by Lucia Dore
The Kingdom of Saudi Arabia (KSA) is well placed to deal with the impact of COVID-19, according to a report by Oxford Business Group (OBG) entitled "How is COVID-19 impacting the ICT sector in Saudi Arabia?"
The report says that KSA 's response to the COVID-19 pandemic was "aided by sustained investments in healthcare and digital infrastructure, favourable demographics and strong macroeconomic indicators prior to the outbreak". Then it explains how COVID-19 spread.
According to OBG: "The first case of Covid-19 in Saudi Arabia was confirmed on March 2, nine days before the World Health Organisation (WHO) officially declared the outbreak a pandemic on March 11. The virus first appeared in Saudi Arabia in the eastern city of Qatif. Most of the initial cases involved Saudi nationals who had travelled to Iran. Over the course of March, it spread to the rest of Kingdom, with Makkah accounting for the highest number of cases as of early June, followed by Riyadh and Eastern Province. Covid-19 cases in Saudi Arabia surpassed 127,000 as of June 14, with 972 deaths – resulting in one of the lowest case-fatality rates in the world."
The strategies the country was pursuing before COVID-19 proved important in overcoming the worst of the pandemic, namely its economic diversification and innovation strategies. And according to the OBG report, the KSA government implemented policies to limit transmission more rapidly than other G20 countries.
At the same time, KSA invested heavily in digital infrastructure to support a shift towards digital transactions, consumption and services. Health care facilities and expertise were upgraded over a sustained period, the report says. Efforts to improve the business environment and governance framework have made KSA an increasingly attractive investment destination, according to the OBG report.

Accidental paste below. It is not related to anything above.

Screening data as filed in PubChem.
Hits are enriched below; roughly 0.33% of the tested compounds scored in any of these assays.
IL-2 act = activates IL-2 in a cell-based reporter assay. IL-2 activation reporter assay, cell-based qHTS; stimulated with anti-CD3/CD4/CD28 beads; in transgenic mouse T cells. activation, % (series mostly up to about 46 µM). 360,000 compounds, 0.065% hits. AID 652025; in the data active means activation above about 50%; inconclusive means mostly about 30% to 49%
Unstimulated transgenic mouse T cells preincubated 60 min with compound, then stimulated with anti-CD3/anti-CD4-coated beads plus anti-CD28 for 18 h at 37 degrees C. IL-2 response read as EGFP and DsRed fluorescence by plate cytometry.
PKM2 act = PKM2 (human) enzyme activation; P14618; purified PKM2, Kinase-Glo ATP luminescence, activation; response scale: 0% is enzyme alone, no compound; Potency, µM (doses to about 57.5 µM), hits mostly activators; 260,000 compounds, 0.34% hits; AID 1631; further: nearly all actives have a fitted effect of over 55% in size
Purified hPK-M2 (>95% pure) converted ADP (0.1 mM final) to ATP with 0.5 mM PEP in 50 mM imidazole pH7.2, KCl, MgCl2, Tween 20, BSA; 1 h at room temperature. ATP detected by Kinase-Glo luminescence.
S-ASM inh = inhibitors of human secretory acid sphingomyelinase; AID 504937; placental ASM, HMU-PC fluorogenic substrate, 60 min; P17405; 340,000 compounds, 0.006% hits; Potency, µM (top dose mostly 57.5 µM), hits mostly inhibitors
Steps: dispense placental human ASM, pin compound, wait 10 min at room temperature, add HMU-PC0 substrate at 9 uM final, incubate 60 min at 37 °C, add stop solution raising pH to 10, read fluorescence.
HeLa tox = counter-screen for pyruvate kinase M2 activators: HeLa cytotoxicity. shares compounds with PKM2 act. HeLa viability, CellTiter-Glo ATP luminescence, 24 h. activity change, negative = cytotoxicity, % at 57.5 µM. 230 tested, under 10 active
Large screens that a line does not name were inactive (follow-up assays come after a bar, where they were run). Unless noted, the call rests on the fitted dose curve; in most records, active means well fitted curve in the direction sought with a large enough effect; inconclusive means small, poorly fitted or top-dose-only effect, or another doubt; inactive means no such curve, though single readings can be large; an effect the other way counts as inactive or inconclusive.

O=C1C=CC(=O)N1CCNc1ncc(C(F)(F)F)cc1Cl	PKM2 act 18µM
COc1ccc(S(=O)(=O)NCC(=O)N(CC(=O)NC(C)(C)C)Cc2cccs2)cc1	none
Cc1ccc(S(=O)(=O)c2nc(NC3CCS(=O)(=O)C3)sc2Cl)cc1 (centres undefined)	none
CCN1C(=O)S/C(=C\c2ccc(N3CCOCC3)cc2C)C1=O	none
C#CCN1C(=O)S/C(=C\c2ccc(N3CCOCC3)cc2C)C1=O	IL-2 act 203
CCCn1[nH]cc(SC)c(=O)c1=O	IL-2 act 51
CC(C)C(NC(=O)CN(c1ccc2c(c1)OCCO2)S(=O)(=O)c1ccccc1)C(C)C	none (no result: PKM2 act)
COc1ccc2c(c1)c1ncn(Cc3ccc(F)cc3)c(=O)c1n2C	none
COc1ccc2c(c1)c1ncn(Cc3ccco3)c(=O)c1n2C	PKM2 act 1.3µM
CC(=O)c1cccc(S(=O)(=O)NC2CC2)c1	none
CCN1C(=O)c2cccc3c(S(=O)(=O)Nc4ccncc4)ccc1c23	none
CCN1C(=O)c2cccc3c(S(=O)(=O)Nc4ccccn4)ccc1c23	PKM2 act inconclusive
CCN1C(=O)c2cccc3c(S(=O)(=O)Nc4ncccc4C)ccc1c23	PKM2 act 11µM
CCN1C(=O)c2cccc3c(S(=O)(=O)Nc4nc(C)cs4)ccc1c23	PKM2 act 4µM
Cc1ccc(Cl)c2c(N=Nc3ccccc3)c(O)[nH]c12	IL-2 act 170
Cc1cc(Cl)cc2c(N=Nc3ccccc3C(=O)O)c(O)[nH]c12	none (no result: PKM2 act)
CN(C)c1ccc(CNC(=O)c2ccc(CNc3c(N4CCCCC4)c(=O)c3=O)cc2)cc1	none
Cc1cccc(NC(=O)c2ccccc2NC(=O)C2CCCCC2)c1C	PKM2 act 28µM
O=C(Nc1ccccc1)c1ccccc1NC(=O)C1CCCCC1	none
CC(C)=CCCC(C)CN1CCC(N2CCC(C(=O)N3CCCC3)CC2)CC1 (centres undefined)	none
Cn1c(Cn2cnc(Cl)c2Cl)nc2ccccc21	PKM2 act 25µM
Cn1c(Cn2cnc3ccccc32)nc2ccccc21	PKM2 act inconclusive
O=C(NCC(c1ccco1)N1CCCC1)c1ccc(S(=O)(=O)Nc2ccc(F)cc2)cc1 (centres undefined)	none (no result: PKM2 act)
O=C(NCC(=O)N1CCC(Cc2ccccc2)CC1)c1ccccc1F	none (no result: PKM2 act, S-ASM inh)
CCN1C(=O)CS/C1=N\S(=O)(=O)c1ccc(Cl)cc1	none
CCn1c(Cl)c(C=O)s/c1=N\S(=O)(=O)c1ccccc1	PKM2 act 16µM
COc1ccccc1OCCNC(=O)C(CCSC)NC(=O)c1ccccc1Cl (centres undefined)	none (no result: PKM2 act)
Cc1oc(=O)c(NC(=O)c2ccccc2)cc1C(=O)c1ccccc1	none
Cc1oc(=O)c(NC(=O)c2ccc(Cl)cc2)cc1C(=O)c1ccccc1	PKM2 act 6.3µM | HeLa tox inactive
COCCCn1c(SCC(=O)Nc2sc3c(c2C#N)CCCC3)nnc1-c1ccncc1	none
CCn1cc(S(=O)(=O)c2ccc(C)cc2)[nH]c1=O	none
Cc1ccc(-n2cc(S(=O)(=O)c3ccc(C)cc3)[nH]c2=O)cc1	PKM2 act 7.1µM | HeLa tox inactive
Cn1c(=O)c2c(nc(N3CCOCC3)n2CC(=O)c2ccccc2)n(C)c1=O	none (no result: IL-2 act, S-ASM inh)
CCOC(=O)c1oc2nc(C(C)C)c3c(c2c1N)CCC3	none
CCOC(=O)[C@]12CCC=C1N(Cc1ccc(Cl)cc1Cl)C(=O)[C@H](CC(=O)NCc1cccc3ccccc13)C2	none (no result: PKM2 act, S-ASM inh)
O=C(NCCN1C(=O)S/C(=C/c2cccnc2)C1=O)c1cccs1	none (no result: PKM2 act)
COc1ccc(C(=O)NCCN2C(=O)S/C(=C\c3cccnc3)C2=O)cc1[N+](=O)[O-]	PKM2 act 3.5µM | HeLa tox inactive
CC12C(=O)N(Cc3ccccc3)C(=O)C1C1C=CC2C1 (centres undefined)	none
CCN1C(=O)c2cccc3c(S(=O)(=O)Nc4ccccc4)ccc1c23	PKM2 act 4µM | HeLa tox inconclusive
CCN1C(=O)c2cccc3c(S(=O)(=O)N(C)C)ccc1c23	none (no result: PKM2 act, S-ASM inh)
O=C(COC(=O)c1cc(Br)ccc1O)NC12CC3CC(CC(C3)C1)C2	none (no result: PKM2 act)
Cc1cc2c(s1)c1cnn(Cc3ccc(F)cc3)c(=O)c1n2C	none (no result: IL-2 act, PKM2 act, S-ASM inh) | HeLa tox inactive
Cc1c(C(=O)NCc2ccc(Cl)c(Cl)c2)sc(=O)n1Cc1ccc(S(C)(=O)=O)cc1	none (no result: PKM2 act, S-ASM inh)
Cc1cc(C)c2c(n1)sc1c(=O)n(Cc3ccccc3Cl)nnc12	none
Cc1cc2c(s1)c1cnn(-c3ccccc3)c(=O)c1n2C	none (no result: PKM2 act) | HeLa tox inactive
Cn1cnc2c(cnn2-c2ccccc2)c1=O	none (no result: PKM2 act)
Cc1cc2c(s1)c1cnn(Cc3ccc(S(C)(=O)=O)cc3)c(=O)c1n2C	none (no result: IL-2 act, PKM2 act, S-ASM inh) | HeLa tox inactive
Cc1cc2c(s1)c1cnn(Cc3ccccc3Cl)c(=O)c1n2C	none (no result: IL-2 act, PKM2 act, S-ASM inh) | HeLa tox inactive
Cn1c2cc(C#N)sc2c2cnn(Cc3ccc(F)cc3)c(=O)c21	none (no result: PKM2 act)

KSA's strong credit rating (-A by S&P) and significant foreign exchange reserves with low debt relative to GDP, have also helped. "The government took rapid and decisive policy measures to limit community transmission within the Kingdom," the OBG report says. "Swift fiscal and monetary policies were enacted to limit the economic impact on businesses and households. Testing capacity was rapidly scaled up and technology was utilised to raise awareness of risks and treatments. Consumers and businesses migrated online."
Most importantly, according to IPSOS Mori, KSA citizens are among the most optimistic in the world. This is shown in the May 2020 Primary Consumer Sentiment Index survey by Ipsos Mori where some 91% of Saudi consumers felt the country was heading in the right direction, up 1 percentage point from the previous month. Saudi sentiment in this area actually improved throughout the months of the Covid-19 lockdown despite the economic pressures, according to the OBG report.
As a result of the pandemic, the IMF has sharply revised its 2020 global growth projections downwards as, from 3.3% in January to -3% in April- much worse than during the 2008–09 financial crisis. In a baseline scenario--which assumes that the pandemic fades in the second half of 2020 and containment efforts can be gradually unwound—the global economy is projected to grow by 5.8 percent in 2021 as economic activity normalizes, helped by policy support, the IMF states. It also emphasises the need for strong multilateral co-operation.
The OBG report also points out there was a steep rise in global unemployment, with jobless claims rising by 14m between February and May in the US alone. The International Labour Organisation estimated in April that 1.6bn people in the informal economy were at risk of losing their livelihoods. International aviation passenger revenue is expected to decline by 55% in 2020 due to unprecedented travel restrictions (IATA).More than half of the global population – some 3.9bn people – were under partial or total lockdown by early April. Global trade is forecast to decline by 13-32% in 2020 due to the coronavirus disruption (WTO).